Can you talk about the way that sound and voices and silence move through the novel? You achieve a plurality of voices and languages that seems to be part of your book’s very structure.

In the novel, stories are transmitted within the tiny community of the family, passed from one generation to the next. I also wanted to think about how storytelling can be a way of gesturing toward wider communities, and how we construct a collective worldview through the stories we tell. With this novel I was also trying to think about the politics of documenting and about sound—which voices are included and heard, and which ones get left out. Mapping is always a way of including as well as of excluding. I was interested in the question of how to think about the last group of Chiricahua Apaches to be sent to a reservation. And I was thinking about the voices of so many migrants who arrive here and are immediately confined, silenced. We hear very little of them, or we hear about them through a very tightly scaffolded narrative. Those stories too often become content that feeds an already existing perception of what an immigrant comes to America to do, or who he is, or who she is. There are many layers around the politics of documenting, and that’s what I set out to think about.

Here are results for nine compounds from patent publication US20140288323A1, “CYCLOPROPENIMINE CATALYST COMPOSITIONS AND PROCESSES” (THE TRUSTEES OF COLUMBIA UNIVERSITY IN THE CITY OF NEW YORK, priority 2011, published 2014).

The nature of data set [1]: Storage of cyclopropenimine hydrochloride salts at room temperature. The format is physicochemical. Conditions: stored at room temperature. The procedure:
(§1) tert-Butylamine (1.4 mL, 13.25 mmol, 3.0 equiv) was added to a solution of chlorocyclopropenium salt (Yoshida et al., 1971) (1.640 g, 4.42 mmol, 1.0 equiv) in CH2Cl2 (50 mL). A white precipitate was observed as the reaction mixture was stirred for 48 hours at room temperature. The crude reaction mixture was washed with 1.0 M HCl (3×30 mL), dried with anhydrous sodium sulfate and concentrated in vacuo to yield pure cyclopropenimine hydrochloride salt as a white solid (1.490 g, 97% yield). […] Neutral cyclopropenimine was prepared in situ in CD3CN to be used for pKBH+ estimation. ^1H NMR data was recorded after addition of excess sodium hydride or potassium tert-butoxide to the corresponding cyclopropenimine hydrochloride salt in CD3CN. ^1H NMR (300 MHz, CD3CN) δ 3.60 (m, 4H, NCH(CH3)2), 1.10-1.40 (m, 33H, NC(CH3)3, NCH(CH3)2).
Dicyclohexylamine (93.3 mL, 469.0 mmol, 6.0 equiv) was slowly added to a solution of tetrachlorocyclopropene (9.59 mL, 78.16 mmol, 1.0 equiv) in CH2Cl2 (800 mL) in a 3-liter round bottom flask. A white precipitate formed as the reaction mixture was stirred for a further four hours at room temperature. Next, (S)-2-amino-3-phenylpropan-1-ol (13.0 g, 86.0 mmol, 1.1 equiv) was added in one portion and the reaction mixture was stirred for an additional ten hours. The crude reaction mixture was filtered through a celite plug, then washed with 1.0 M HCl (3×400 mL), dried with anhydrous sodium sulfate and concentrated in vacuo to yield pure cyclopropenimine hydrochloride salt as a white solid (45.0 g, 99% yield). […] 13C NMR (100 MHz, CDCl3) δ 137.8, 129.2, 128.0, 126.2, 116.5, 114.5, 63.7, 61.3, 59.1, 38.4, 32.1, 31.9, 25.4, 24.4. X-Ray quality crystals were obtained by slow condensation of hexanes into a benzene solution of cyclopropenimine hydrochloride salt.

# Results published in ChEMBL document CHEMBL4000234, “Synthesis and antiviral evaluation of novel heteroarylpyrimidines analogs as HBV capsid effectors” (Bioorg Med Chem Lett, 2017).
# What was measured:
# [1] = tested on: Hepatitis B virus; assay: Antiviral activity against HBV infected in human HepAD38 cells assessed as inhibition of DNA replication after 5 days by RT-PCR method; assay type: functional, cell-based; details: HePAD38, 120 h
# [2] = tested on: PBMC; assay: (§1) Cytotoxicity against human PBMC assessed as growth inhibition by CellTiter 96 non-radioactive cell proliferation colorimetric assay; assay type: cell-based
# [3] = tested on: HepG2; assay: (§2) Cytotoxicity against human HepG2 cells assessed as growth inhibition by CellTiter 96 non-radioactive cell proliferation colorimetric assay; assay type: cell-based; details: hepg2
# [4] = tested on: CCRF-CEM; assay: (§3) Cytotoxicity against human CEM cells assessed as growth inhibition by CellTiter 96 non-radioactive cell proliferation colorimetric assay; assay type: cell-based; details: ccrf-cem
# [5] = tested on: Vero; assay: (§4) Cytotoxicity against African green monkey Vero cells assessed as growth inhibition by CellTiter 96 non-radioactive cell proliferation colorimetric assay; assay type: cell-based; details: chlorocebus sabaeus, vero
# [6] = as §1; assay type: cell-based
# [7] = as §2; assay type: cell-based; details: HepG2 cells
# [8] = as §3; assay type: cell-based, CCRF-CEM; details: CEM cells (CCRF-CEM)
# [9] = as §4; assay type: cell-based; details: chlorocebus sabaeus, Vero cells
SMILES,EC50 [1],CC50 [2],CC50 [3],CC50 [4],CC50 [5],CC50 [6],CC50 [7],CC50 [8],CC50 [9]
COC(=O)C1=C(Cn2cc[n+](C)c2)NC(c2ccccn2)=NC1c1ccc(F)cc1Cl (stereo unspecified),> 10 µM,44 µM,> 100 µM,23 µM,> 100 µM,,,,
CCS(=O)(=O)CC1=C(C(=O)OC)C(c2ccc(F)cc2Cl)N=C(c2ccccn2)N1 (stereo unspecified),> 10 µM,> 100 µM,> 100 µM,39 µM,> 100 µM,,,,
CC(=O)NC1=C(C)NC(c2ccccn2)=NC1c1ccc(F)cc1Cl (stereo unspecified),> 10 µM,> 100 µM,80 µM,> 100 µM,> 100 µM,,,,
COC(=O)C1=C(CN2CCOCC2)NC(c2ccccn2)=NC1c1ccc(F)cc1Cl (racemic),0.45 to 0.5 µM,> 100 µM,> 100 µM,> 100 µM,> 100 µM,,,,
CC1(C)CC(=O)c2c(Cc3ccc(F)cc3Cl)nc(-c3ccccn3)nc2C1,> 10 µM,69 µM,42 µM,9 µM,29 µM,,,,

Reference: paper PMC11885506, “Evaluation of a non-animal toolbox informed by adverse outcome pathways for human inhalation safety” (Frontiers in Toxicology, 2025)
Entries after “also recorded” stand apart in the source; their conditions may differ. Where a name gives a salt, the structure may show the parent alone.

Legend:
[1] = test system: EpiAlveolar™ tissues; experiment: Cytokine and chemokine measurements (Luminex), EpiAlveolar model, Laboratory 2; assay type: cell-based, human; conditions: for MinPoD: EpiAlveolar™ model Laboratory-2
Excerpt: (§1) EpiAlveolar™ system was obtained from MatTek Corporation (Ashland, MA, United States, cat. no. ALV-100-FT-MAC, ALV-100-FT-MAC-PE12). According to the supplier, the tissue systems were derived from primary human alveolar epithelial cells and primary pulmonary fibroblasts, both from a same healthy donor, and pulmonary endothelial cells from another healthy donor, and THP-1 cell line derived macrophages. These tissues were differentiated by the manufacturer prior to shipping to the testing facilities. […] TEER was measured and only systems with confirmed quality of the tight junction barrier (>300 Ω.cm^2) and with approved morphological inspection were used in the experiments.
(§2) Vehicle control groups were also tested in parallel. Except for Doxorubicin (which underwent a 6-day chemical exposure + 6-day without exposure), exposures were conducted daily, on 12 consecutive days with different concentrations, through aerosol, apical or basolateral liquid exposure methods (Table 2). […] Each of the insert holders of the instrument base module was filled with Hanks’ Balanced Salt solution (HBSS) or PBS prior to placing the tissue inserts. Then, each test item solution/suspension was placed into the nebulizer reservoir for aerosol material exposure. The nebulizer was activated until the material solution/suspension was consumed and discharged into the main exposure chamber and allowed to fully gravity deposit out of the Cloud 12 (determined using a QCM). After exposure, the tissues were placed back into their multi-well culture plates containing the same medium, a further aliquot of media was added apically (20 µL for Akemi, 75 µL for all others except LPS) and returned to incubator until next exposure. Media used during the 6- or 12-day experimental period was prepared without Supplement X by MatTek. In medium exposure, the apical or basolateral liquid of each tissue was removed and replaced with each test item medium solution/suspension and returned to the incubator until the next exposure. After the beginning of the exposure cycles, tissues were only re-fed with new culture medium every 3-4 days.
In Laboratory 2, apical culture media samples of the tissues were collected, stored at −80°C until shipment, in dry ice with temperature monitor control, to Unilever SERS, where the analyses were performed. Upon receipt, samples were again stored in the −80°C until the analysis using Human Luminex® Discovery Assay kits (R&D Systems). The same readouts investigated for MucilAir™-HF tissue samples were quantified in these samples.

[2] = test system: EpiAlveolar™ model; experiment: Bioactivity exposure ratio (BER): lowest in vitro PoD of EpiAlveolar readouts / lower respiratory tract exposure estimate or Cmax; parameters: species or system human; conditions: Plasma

I actually got back from volunteering in Tijuana, at the border, about a month ago.

Oh, wow. How was it?

I’m still struggling to find words for what it feels like to watch a van full of people who are headed off into detention. It reminds me of the scene in your novel when the plane full of children takes off—all of those kids are being deported. I read that scene before going to volunteer, and then reread it after I got back, and it just felt so real in its sense of awfulness. Could you talk about that scene, and bearing witness, and making art out of bearing witness?